What Do You Call a Group of Crows?


Myself

By T. V. Antony Raj

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A few days ago, I posted an article How do you call a group of fish?  My friend Amir Ganesan Amirthalingam posed the question “What do you call a group of crows?” And I answered him ”Murder”.

There are different collective nouns to describe large groups of different birds. Most of them are descriptive of the group of birds and their behaviour or personalities. Some collective nouns such as flock, colony, fleet, can apply to all bird species.

Other flock names used include cloud, mass, collection, throng, murmuration, parcel, or dissimulation. This list is not exhaustive.

Some flock names are rare, obsolete and seldom-used. A few that I have come across are plain silly but are familiar to ornithologists.

Murder of crows

A murder of crows (publicdomainpicture.net)

Crows are members of the Corvidae family which includes ravens, magpies, and blue jays. They are noisy, precocious, smart, and their intelligence never ceases to amaze us. Farmers consider the crows as pests and try to protect their crops and seedlings from them. Crows are most often associated with a long tradition of fear and paranoia. The black feathers of the crow frighten some people who associate them with death. 

New research proves crows are gregarious, caring and one among the smartest creatures on the planet.

Here is a list of collective nouns used rarely for a flock of crows: horde, hover, mob, muster, parcel, storytelling and murder.

For most of the year, the crows are affable, wary and intelligent. . They are territorial, especially during the nesting season. They roost as a community consisting of hundreds of birds usually on large trees. They gather in large numbers at food sources and attractive dumpsters. 

In 1486 AD, St Albans Press in England printed The Book of Saint Albans (or Boke of Seynt Albans). It is also known by the title “The Book of Hawking, Hunting, and Blasing of Arms“. In the 15th century, there was a fad for terms of venery (an archaic word for hunting) or names for groups of game animals. This book contains a long list of collective nouns for animals, and it has, of course, a murder of crows though without any explanation.  

Though there was an obsession for terms of venery in the 15th century, most of them fell out of use in the 16th century including the murder of crows. 

There are several explanations for the origin of this term, based on old folktales and superstitions.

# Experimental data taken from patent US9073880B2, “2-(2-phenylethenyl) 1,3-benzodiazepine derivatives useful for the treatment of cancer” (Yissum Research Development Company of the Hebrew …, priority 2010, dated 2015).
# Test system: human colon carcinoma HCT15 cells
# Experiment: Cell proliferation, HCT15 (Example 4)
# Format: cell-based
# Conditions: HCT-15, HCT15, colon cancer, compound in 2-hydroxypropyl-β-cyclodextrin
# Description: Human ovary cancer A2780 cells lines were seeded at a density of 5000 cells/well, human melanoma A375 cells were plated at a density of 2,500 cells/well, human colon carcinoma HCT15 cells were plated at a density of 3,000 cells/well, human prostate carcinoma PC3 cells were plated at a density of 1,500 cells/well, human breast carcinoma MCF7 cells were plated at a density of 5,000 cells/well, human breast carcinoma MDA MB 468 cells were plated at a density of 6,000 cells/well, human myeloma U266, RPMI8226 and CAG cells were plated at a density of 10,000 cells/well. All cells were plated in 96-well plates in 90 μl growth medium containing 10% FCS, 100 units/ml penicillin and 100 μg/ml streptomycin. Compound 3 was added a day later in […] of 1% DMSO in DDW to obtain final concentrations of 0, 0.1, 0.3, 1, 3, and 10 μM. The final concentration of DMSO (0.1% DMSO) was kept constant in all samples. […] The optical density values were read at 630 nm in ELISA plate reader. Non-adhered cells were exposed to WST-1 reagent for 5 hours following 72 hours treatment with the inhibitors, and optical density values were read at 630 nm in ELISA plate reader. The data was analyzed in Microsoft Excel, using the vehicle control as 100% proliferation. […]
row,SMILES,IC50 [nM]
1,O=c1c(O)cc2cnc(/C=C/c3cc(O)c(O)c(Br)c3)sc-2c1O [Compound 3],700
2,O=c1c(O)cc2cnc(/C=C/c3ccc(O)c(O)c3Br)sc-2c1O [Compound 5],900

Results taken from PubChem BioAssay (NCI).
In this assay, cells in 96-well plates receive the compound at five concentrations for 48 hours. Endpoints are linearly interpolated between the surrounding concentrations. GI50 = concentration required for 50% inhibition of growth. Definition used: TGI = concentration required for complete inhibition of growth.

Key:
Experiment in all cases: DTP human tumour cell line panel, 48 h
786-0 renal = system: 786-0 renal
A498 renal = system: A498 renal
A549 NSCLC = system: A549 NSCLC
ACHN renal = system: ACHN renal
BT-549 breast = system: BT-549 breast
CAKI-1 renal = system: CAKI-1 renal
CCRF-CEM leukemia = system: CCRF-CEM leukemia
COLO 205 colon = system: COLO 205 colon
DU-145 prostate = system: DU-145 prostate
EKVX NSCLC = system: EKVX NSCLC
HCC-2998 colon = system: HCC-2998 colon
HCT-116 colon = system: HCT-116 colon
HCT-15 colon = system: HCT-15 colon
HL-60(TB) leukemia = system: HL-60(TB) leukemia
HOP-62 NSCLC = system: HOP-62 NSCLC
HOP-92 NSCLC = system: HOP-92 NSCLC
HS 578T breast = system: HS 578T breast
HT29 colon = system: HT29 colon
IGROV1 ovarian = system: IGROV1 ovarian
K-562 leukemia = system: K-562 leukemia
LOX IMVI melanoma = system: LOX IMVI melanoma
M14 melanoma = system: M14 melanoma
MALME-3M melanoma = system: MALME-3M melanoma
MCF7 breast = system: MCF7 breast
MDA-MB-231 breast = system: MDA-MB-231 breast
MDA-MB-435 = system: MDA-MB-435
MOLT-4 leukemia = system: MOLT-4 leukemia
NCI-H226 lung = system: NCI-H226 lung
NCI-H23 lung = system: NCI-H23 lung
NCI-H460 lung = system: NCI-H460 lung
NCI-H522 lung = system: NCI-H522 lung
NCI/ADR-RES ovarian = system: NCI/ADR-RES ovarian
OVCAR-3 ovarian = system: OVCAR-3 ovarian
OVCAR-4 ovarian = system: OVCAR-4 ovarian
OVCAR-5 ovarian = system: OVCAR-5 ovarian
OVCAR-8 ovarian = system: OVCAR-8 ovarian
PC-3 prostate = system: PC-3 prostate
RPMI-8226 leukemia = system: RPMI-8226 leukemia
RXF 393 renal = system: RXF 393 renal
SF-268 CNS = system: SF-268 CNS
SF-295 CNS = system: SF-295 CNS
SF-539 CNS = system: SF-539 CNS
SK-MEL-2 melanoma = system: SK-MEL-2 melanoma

• According to one folktale, a flock of crows will gather to decide the fate of a crow that encroaches their turf. If the crow is guilty, the group will execute (that is, “murder”) the defendant. This is based on the fact that flock of crows will kill a dying crow which doesn’t belong to their territory. The crows are sometimes prone to cannibalism and feed on carcasses of already dead crows.   
    • Crows are scavengers and are generally associated with dead bodies and cemeteries. In the medieval period, crows hovered over execution sites, battlefields, hospitals, and cemeteries. They scavenged on human remains. To some, the appearance of crows is an omen of death. So, when a large number of crows circle above a site, they expect someone to die soon.  
    • Medieval peasants feared the sinister-looking crows. They believed the crows came from the Devil or were witches in disguise. To them, a flock of crows would have appeared murderous.
    • When rediscovered in the early 20th century, authors then posited that the term murder of crows was correct because of the tremendous noise the crows make. 
    • Some etymologists suggest that the association of crows and ravens with death might have led to the use of the word murder

To me, the term “murder of crows” reflects a time when many animal groups had vivid and poetic names. 

Kevin J. McGowan of the Cornell Laboratory of Ornithology wrote on his website that no scientist would call it a murder of crows. “Scientists would call it a flock,” he wrote.

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